Jade Cintrón has made a living from bringing theater into non-traditional theater spaces, she says, and an arts college is a natural fit. And it’s important that people “see the arts, and in this case theater, as a tool, not only a literal performance-based activity. Through theater, we get to step into others’ shoes and play. Play shouldn’t just stop because we’re adults.” Theater Games for the Overworked Person, Cintrón says, will use theater games as a way to let go, relax, and explore options. “No performance will come out of this, no degree or certification,” Cintrón says. “No one needs to win an Oscar. I would like people who are overwhelmed with life, work, and anything else to come and forget all that for just a bit. At the end I hope that people feel that wonderful cathartic feeling you have when you’ve de-stressed.”

Who are you aiming to serve with this class?

Jade Cintrón: I think this class can benefit anyone, really… levels of stress will not be measured (laughs). But seriously, it’s for people who want to explore parts of themselves that they feel they can’t do otherwise but in a safe, non-judgemental space. So often life gets in the way and we sink and sink until we can’t find ways out. This class is meant to give you relief from that for just a bit and hopefully take some of those tools home with you. 

Will there be a performance at the end of class?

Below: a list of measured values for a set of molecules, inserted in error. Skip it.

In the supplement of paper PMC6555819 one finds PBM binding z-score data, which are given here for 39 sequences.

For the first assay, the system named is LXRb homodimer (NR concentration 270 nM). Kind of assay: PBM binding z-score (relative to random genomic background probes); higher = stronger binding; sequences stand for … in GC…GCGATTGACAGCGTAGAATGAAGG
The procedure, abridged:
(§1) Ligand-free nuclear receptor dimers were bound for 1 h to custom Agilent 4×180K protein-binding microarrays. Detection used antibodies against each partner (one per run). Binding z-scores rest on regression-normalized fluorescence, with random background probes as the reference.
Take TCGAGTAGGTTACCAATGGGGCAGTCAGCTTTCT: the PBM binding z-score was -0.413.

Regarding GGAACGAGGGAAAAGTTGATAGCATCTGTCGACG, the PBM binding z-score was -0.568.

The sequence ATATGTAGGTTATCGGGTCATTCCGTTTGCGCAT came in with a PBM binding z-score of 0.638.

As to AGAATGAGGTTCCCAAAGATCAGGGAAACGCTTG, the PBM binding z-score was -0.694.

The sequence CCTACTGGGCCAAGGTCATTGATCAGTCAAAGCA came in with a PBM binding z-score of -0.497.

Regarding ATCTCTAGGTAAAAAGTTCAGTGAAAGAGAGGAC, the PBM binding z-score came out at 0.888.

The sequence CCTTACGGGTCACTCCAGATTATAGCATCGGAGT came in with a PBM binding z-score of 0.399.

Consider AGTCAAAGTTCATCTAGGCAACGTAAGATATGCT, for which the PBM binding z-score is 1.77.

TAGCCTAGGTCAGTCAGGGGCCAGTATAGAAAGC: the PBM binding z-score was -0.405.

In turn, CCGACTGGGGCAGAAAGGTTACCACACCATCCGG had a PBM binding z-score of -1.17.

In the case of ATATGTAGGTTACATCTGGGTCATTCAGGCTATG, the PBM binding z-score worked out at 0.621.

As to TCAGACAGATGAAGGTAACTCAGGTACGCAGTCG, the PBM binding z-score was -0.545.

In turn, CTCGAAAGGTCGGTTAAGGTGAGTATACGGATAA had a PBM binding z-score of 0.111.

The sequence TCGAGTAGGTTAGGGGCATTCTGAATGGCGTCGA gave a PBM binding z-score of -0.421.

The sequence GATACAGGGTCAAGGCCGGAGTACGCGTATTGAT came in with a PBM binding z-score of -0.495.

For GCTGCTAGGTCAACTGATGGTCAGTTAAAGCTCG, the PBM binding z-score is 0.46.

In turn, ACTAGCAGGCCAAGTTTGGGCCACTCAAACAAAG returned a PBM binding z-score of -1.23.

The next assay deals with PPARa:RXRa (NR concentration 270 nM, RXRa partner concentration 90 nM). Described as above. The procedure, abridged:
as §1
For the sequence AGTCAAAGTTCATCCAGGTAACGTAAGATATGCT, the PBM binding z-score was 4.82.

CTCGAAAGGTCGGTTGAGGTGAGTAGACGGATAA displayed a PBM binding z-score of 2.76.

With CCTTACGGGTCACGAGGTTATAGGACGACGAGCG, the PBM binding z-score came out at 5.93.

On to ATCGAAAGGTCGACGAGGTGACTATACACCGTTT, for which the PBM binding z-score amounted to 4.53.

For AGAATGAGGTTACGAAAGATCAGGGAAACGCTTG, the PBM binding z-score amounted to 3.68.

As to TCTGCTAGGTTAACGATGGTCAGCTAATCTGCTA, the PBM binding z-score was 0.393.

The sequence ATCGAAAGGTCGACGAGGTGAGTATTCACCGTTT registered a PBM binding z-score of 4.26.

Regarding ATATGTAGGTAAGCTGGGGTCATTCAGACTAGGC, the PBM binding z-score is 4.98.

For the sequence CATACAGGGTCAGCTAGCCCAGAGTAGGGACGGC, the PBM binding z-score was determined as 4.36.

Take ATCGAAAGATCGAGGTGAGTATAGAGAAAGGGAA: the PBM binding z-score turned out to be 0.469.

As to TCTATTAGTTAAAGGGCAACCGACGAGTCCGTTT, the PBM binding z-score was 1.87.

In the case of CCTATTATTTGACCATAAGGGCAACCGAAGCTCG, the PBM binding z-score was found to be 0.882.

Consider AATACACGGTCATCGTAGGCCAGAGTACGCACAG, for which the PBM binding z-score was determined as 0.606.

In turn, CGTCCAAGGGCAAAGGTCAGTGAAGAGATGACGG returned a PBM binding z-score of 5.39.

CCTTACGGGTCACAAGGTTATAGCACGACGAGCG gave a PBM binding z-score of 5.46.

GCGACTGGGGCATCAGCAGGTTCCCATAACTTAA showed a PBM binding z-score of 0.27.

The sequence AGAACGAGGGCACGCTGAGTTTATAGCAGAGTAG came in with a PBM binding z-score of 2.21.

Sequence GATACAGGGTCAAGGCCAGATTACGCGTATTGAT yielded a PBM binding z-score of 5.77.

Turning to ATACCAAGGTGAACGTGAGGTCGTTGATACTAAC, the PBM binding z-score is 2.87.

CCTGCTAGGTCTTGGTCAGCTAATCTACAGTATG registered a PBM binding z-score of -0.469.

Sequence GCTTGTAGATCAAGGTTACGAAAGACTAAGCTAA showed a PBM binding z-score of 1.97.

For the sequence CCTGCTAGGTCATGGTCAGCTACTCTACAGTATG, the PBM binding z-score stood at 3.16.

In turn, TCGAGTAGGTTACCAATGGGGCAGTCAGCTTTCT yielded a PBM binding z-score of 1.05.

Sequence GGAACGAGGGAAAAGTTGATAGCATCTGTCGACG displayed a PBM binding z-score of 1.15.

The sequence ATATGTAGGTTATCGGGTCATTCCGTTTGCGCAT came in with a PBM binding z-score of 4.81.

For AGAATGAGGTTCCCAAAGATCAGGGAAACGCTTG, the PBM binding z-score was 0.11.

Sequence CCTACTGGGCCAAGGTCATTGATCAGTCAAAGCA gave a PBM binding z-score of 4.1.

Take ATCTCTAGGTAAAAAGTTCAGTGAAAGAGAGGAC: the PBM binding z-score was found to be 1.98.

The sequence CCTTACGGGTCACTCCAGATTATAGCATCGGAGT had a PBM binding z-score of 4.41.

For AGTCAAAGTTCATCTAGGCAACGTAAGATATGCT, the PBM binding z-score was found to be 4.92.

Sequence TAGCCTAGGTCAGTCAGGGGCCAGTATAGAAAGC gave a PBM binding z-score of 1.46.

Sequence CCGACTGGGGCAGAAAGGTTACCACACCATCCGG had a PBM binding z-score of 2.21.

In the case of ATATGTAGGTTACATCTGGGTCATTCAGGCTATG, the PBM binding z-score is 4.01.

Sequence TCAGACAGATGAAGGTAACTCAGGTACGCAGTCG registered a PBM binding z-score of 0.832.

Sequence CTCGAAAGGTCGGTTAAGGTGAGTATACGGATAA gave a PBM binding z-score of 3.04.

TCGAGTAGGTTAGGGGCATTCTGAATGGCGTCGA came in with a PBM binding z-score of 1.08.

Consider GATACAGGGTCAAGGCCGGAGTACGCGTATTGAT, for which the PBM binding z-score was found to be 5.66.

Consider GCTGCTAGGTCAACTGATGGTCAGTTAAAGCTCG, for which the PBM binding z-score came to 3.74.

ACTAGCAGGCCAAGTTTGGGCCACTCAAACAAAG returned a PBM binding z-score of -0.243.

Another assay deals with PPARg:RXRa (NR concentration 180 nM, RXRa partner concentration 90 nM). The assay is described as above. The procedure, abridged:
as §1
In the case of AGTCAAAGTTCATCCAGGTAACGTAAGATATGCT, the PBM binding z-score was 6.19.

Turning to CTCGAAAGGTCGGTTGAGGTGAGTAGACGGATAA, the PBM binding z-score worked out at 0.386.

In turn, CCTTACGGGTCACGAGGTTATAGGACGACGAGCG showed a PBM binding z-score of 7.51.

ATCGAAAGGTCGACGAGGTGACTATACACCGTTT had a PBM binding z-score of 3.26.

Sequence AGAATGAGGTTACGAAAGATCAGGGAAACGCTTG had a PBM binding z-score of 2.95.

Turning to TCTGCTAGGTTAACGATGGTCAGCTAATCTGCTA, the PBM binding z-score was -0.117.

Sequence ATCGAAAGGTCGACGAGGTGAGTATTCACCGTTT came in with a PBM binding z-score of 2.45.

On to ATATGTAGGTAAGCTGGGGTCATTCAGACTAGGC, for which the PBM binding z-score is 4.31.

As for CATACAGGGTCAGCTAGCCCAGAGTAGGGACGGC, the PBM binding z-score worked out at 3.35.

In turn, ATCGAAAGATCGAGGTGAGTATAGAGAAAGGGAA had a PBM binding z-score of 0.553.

JC: Nope! In the class itself there will be moments to practice the game with a scene mate or two but this will just be for ourselves. No memorizing, no rehearsal, just exploration. 


Is there anything else a prospective student should know about Theater Games, Jade? 

JC: I think people hear “theater” and think OH NO! Performance! And that’s not the case here. There is no right or wrong. There is no audience! … I will absolutely encourage people to go beyond what they know about their inner theater people because I want them to feel that much closer to being theatrical, but happy to be who they are as well. We will laugh, stumble, laugh some more, myself included!

Can you describe your theater background? 

JC: I have been singing and dancing and acting things out since the womb … but seriously, I have been poised for this since I was a kid. I took all the dance, singing, piano, drum, and eventually acting classes you could imagine before going on to do community theater in my neighborhood in Jersey. (I went on to study) Theater as a BA degree at Rutgers University. … I interned at some amazing arts organizations such as The State Theatre of New Brunswick, MTVu, The Fantastical Experimental Latino Theatre and The Broadway League. After college I moved to Barcelona, Spain, to teach English as a Second Language through theater and movement, where I did so for eight years while performing. In the summers I was Associate Director of the Rutgers Summer Acting Conservatory for High School Students. I moved back stateside in 2017 to get my degree in Arts Administration focusing on enhancing cultural awareness and sensitivity through theater and language education. I now am the Founder, Artistic Director, and Host of ¡Looking Bilingüe!, a storytelling platform of multilingual, multicultural Latinxs who feel ni de aquí, di de allá: neither from here nor from there.